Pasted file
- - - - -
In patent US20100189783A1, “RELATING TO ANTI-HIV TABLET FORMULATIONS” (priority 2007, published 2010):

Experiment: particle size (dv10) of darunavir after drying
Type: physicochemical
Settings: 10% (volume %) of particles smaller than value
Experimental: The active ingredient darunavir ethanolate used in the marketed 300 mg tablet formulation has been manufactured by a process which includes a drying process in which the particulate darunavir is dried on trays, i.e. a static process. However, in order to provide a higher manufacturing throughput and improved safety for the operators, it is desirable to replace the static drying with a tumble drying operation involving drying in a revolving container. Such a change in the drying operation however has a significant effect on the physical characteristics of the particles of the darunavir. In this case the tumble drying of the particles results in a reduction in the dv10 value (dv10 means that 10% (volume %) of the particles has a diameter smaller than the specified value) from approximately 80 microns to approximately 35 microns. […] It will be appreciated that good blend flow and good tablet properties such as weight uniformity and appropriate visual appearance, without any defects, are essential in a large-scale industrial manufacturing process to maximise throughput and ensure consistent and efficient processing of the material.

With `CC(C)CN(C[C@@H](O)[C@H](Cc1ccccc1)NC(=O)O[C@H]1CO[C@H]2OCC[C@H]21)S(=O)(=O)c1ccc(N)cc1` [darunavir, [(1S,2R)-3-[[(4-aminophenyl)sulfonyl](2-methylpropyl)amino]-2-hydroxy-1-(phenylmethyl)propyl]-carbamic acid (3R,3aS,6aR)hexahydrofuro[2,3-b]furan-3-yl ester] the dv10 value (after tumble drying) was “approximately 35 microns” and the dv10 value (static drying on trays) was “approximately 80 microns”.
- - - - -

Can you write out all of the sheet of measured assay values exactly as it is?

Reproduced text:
In patent US20100189783A1, “RELATING TO ANTI-HIV TABLET FORMULATIONS” (priority 2007, published 2010):

Experiment: particle size (dv10) of darunavir after drying
Type: physicochemical
Settings: 10% (volume %) of particles smaller than value
Experimental: The active ingredient darunavir ethanolate used in the marketed 300 mg tablet formulation has been manufactured by a process which includes a drying process in which the particulate darunavir is dried on trays, i.e. a static process. However, in order to provide a higher manufacturing throughput and improved safety for the operators, it is desirable to replace the static drying with a tumble drying operation involving drying in a revolving container. Such a change in the drying operation however has a significant effect on the physical characteristics of the particles of the darunavir. In this case the tumble drying of the particles results in a reduction in the dv10 value (dv10 means that 10% (volume %) of the particles has a diameter smaller than the specified value) from approximately 80 microns to approximately 35 microns. […] It will be appreciated that good blend flow and good tablet properties such as weight uniformity and appropriate visual appearance, without any defects, are essential in a large-scale industrial manufacturing process to maximise throughput and ensure consistent and efficient processing of the material.

With `CC(C)CN(C[C@@H](O)[C@H](Cc1ccccc1)NC(=O)O[C@H]1CO[C@H]2OCC[C@H]21)S(=O)(=O)c1ccc(N)cc1` [darunavir, [(1S,2R)-3-[[(4-aminophenyl)sulfonyl](2-methylpropyl)amino]-2-hydroxy-1-(phenylmethyl)propyl]-carbamic acid (3R,3aS,6aR)hexahydrofuro[2,3-b]furan-3-yl ester] the dv10 value (after tumble drying) was “approximately 35 microns” and the dv10 value (static drying on trays) was “approximately 80 microns”.